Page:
Dynamic resource allocation in manufacturing and service industries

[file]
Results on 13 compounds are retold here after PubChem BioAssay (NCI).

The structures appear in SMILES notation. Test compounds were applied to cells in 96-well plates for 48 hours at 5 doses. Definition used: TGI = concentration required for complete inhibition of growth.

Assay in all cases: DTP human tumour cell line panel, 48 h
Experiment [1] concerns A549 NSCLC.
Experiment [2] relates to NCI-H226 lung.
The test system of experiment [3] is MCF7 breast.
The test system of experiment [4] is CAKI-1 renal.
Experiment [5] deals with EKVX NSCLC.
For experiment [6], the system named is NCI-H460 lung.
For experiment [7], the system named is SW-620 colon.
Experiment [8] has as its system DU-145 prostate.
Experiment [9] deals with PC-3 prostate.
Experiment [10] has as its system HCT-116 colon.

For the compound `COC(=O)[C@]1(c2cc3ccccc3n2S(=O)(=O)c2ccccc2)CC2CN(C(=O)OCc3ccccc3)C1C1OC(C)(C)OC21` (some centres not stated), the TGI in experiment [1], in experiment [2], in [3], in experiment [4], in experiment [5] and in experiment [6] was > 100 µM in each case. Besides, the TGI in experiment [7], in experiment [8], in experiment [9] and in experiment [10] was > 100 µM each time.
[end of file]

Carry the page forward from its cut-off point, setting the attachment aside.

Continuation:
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In this thesis, we study three applications of dynamic resource allocation: the first two consider dynamic lead-time quotation in make-to-order (MTO) systems with substitutable products and order cancellations, respectively; and the third application is a manpower allocation problem with job-teaming constraints. Matching supply and demand for manufacturing and service industries has been a fundamental focus of operations management literature, which concentrated on optimizing or improving supply-side decisions since demand has generally been assumed to be exogenously determined. However, recent business trends and advances in consumer behavior modeling have shown that demand for goods and services can clearly be shaped by various decisions that a firm makes, such as price and lead-time. In fact, competition between companies is no longer mainly based on price or product features; lead-time is one of the strategic measures to evaluate suppliers. In MTO manufacturing or service environments that aim to satisfy the customers' unique needs, lead-time quotation impacts the actual demand of the products and the overall profitability of the firm. In the first two parts of the thesis, we study the dynamic lead-time quotation problem in pure MTO (or service) systems characterized by lead-time sensitive Poisson demand and exponentially distributed service times. We formulate the problem as an infinite horizon Markov decision process (MDP) with the objective of maximizing the long-run expected average profit per unit time, where profits are defined to specifically account for delays in delivery of the customer orders. We study dynamic lead-time quotation problem in two particular settings; one setting with the possibility of demand substitution and another setting with order cancellations. The fundamental trade-off in lead-time quotation is between quoting short lead-times and attaining them. In case of demand substitution, i.e., in presence of substitutable products and multiple customer classes with different requirements and margins, this trade-off also includes capacity allocation and order acceptance decisions. In particular, one needs to decide whether to allocate capacity to a low-margin order now, or whether to reserve capacity for potential future arrivals of high-margin orders by considering customer preferences, the current workload in the system, and the future arrivals. In the case of order cancellations, one needs to take into account the probability of cancellation of orders currently in the system and quote lead-times accordingly; otherwise quotation of a longer lead-time may result in the loss of customer order, lower utilization of resources, and, in turn, reduced in profits. In Chapter 2, we study a dynamic lead-time quotation problem in a MTO system with two (partially) substitutable products and two classes of customers. Customers decide to place an order on one of the products or not to place an order, based on the quoted lead-times. We analyze the optimal profit and the structure of the optimal lead-time policy. We also compare the lead-time quotes and profits for different quotation strategies (static vs. dynamic) with or without substitution. Numerical results show that substitution and dynamic quotation have synergetic effects, and higher benefits can be obtained by dynamic quotation and/or substitution when difference in product revenues or arrival rates, or total traffic intensity are higher. In Chapter 3, we study a dynamic lead-time quotation problem in a MTO system with single product considering the order cancellations. The order cancellations can take place during the period that the order is being processed (either waiting or undergoing processing), or after the processing is completed, at the delivery to the customer. We analyze the behavior of optimal profit in terms of cancellation parameters. We show that the optimal profit does not necessarily decrease as cancellation rate increases through a numerical study. When the profit from a cancelled order, arrival rate of customers, or lead-time sensitivity of customers are high, there is a higher probability that optimal profit increases as cancellation rate increases. We also compare the cancellation scenarios with the corresponding no-cancellation scenarios, and show that there exists a cancellation scenario that is at least as good in terms of profit than a no-cancellation scenario for most of the parameter settings. In Chapter 4, we study the Manpower Allocation Problem with Job-Teaming Constraints with the objective of minimizing the total completion time of all tasks. The problem arises in various contexts where tasks require cooperation between workers: a team of individuals with varied expertise required in different locations in a business environment, surgeries requiring different composition of doctors and nurses in a hospital, a combination of technicians with individual skills needed in a service company. A set of tasks at random locations require a set of capabilities to be accomplished, and workers have unique capabilities that are required by several tasks. Tasks require synchronization of workers to be accomplished, hence workers arriving early at a task have to wait for other required workers to arrive in order to start processing. We present a mixed integer programming formulation, strengthen it by adding cuts and propose heuristic approaches. Experimental results are reported for low and high coordination levels, i.e., number of workers that are required to work simultaneously on a given task.